3 years ago

Macroscopic Strain-Induced Transition from Quasi-infinite Gold Nanoparticle Chains to Defined Plasmonic Oligomers

Macroscopic Strain-Induced Transition from Quasi-infinite Gold Nanoparticle Chains to Defined Plasmonic Oligomers
Andreas Fery, Svetoslav Nikolov, Tobias A.F. König, Maximilian Seuss, Alexander Alexeev, Kenneth D. Harris, Martin Mayer, Christian Kuttner, Anja Maria Steiner
We investigate the formation of chains of few plasmonic nanoparticles—so-called plasmonic oligomers—by strain-induced fragmentation of linear particle assemblies. Detailed investigations of the fragmentation process are conducted by in situ atomic force microscopy and UV–vis–NIR spectroscopy. Based on these experimental results and mechanical simulations computed by the lattice spring model, we propose a formation mechanism that explains the observed decrease of chain polydispersity upon increasing strain and provides experimental guidelines for tailoring chain length distribution. By evaluation of the strain-dependent optical properties, we find a reversible, nonlinear shift of the dominant plasmonic resonance. We could quantitatively explain this feature based on simulations using generalized multiparticle Mie theory (GMMT). Both optical and morphological characterization show that the unstrained sample is dominated by chains with a length above the so-called infinite chain limit—above which optical properties show no dependency on chain length—while during deformation, the average chain length decrease below this limit and chain length distribution becomes more narrow. Since the formation mechanism results in a well-defined, parallel orientation of the oligomers on macroscopic areas, the effect of finite chain length can be studied even using conventional UV–vis–NIR spectroscopy. The scalable fabrication of oriented, linear plasmonic oligomers opens up additional opportunities for strain-dependent optical devices and mechanoplasmonic sensing.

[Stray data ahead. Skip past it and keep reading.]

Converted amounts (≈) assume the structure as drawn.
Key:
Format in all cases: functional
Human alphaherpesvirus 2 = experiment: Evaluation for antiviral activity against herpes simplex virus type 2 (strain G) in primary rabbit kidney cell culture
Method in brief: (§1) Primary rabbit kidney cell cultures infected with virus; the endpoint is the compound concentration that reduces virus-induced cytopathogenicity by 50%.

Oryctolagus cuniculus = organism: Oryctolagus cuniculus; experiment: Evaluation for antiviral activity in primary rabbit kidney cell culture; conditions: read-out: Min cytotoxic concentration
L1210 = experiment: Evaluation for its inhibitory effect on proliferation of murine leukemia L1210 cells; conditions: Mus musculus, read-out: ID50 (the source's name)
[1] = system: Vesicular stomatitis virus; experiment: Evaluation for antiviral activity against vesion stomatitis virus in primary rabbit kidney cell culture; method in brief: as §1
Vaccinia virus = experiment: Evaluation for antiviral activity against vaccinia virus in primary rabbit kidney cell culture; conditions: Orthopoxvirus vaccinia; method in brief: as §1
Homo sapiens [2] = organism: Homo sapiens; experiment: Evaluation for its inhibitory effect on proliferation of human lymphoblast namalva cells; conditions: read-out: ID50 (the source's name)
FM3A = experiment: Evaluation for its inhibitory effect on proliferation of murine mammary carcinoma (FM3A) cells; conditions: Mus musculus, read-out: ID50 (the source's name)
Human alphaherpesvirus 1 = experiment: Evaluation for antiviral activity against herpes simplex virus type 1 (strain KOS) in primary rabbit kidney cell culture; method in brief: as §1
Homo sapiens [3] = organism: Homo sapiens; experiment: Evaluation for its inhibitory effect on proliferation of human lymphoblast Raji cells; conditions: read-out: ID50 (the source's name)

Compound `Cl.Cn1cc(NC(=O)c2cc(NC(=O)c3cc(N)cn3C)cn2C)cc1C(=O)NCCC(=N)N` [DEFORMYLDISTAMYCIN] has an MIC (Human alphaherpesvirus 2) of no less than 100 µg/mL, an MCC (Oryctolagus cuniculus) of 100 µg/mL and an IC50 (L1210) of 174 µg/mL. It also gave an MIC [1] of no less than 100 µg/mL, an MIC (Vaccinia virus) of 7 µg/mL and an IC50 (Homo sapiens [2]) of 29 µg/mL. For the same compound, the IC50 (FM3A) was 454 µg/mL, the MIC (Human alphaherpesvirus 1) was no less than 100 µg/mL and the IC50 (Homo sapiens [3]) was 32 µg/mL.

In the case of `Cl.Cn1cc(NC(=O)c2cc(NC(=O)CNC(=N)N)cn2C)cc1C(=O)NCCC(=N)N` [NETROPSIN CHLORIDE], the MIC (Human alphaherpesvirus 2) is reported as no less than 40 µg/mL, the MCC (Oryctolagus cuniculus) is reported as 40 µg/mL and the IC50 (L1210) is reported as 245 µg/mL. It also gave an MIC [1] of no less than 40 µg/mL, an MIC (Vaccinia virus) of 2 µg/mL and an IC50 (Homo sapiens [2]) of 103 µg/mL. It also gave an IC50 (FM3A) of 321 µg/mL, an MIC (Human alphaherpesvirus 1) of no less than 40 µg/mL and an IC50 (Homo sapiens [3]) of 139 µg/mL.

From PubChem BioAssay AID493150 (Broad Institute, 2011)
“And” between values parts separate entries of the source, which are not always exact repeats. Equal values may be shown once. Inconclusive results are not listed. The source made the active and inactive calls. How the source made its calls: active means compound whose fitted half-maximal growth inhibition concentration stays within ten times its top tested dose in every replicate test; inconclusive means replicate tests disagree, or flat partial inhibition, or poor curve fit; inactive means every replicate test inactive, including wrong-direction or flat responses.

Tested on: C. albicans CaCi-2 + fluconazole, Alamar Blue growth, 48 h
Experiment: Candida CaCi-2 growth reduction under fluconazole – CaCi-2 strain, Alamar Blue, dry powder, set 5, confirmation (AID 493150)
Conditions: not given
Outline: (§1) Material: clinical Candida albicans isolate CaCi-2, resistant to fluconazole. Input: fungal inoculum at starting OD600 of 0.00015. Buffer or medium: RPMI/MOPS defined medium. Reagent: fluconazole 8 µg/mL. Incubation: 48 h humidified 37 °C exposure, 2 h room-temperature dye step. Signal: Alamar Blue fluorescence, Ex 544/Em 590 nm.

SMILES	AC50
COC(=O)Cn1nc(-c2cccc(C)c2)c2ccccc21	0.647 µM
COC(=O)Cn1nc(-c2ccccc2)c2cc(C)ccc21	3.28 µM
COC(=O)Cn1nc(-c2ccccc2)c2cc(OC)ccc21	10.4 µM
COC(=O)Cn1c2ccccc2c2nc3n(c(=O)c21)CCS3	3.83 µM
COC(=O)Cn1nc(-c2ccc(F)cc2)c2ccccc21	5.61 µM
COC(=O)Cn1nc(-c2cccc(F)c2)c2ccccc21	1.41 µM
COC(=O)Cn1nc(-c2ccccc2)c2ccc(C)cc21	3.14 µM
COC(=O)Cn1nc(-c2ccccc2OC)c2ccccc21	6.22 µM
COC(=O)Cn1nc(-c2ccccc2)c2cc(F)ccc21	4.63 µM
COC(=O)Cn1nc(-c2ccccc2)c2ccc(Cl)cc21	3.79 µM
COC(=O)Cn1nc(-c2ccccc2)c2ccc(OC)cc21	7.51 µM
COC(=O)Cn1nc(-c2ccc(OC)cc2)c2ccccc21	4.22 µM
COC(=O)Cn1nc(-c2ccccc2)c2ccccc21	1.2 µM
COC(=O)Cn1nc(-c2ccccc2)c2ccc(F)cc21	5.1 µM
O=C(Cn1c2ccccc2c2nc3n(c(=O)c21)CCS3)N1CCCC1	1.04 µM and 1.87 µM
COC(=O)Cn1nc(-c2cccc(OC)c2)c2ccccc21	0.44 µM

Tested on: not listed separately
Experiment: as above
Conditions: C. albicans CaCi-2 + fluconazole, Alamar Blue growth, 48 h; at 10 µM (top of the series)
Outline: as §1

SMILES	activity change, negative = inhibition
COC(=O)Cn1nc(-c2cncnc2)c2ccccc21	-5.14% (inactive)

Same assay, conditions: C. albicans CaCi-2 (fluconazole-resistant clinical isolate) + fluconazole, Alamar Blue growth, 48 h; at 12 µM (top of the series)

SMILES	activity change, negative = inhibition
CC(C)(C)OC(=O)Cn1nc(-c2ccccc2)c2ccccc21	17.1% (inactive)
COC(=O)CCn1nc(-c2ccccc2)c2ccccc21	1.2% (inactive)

Publisher URL: http://dx.doi.org/10.1021/acsnano.7b03087

DOI: 10.1021/acsnano.7b03087

You might also like
Discover & Discuss Important Research

Keeping up-to-date with research can feel impossible, with papers being published faster than you'll ever be able to read them. That's where Researcher comes in: we're simplifying discovery and making important discussions happen. With over 19,000 sources, including peer-reviewed journals, preprints, blogs, universities, podcasts and Live events across 10 research areas, you'll never miss what's important to you. It's like social media, but better. Oh, and we should mention - it's free.

  • Download from Google Play
  • Download from App Store
  • Download from AppInChina

Researcher displays publicly available abstracts and doesn’t host any full article content. If the content is open access, we will direct clicks from the abstracts to the publisher website and display the PDF copy on our platform. Clicks to view the full text will be directed to the publisher website, where only users with subscriptions or access through their institution are able to view the full article.